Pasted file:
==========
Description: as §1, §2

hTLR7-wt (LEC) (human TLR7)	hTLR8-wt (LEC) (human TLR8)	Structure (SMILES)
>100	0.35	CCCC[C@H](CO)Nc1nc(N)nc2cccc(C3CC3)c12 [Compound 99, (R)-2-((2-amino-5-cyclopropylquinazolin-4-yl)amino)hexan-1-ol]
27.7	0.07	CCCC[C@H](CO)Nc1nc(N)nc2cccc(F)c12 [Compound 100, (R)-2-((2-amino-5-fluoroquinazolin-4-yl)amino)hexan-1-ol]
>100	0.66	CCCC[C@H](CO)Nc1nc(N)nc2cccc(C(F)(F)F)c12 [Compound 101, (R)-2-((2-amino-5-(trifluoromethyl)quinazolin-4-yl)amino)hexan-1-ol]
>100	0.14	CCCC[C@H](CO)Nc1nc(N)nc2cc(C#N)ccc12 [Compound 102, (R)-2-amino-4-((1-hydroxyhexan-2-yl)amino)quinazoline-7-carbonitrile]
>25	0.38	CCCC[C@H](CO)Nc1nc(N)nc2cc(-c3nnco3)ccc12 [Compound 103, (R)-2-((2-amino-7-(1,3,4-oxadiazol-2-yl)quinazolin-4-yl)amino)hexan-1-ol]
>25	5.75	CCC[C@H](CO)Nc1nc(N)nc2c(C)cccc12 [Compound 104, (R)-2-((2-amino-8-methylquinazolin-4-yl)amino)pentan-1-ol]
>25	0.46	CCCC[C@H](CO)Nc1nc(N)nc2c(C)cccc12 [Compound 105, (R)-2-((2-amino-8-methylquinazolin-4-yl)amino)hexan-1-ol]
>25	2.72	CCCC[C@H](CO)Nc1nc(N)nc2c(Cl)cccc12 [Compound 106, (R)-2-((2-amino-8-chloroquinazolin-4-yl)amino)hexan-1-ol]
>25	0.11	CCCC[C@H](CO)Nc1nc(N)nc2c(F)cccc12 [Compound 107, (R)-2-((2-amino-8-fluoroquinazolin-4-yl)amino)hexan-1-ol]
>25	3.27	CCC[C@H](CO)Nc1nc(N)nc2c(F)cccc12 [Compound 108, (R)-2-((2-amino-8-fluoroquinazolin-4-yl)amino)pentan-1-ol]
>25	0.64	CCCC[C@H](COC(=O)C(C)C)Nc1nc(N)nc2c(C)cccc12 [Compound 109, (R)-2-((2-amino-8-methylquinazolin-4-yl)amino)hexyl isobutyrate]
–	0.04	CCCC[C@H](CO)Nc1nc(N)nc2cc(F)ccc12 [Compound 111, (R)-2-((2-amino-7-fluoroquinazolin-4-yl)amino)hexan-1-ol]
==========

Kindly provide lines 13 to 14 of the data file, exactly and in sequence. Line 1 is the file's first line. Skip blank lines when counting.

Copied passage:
>25	0.64	CCCC[C@H](COC(=O)C(C)C)Nc1nc(N)nc2c(C)cccc12 [Compound 109, (R)-2-((2-amino-8-methylquinazolin-4-yl)amino)hexyl isobutyrate]
–	0.04	CCCC[C@H](CO)Nc1nc(N)nc2cc(F)ccc12 [Compound 111, (R)-2-((2-amino-7-fluoroquinazolin-4-yl)amino)hexan-1-ol]